As unimpressed Hearthstone Redditors point out, Brack didn’t address the Weibo post made by Blizzard in China earlier this week, which stated the company’s “strong indignation and condemnation of the events in the Hearthstone Asia-Pacific competition” and vowed to “as always, resolutely safeguard national dignity” – or “firmly defend China’s honor,” depending on the translation. (Rod Breslau has a really good one if you want to read the whole thing.)

The letter also doesn’t address the bizarre circumstances under which the casters were allegedly originally dismissed or even explain what it is they did to violate their contracts.

And of course, as we reported earlier, an American University Hearthstone esports team protested against Blizzard with pro-Hong Kong signs during a match earlier this week and was not punished in accordance with the policies Brack just told everyone had nothing to do with China and everything to do with rule-abiding, leading the entire team to forfeit the rest of the season over Blizzard’s hypocrisy.

Update 11:50 PM EDT
For clarity’s sake:

Update 10/12/2019 12:00 PM EDT
Ng himself posted a response this morning – here is his English version:

Thank you for your attention in the past one week, this is a personal statement and my view on Blizzard’s latest decision. First of all, I’m grateful for Blizzard reconsidering their position about my ban. Earlier this week, I told media that I knew I might have penalty or consequence for my act, because I understand that my act could take the conversation away from the purpose of the event. In the future, I will be more careful on that and express my opinions or show my support to Hong Kong on my personal platforms.

Many people has been asking me if I accept the latest decision of Blizzard, I will discuss that on two parts. Tournament prizing and suspension. For tournament prizing, I quoted what Blizzard said on the official website, they mention that I played fair in the tournament and they believe I should receive my prizing. This is the part I really appreciate, Blizzard also said they understand for some this is not about the prize, but perhaps for others it is disrespectful to even discuss it. People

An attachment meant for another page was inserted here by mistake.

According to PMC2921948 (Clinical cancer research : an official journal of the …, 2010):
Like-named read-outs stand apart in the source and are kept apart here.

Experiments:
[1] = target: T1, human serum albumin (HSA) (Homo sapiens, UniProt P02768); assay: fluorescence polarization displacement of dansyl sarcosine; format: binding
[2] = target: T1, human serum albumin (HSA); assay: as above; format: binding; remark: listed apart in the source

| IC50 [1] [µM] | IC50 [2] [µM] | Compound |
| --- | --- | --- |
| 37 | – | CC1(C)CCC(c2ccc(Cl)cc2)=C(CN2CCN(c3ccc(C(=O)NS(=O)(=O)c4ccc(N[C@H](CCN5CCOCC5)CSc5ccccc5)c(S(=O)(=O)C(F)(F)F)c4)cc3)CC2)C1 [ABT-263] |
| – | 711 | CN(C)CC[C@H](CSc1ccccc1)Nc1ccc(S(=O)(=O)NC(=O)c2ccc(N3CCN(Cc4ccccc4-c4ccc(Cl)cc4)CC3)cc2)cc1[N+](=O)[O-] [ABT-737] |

from Blizzard had explained this to me through a phone call and I really appreciate that and I accept their decision on this part.

For second part about the suspension, Blizzard had changed their suspension on me from a year to six months. Once again, I appreciate for their reconsideration on this. To be honest, I think six
months is still quite a lot to me. But I also being told that I can continue to compete in the hearthstone pro circuit which they mean the grandmaster tournament. I appreciate for this decision
they made because grandmaster is currently the highest level tournament in competitive
hearthstone. However, I wish Blizzard can reconsider about their penalty on the two casters involved.

Lastly, many people wants to know if i would be competing in hearthstone in the future. Honestly, I have no idea on that yet. Since my next tournament is very likely to be the grandmaster tournament of next season, it’s probably at least a few months from now on. I will take this time to relax myself to decide if I am staying in competitive hearthstone scene or not.

Hearthstone changed my the way I live, I really love this community. Blessing to all the players out there, and blessing to Blizzard.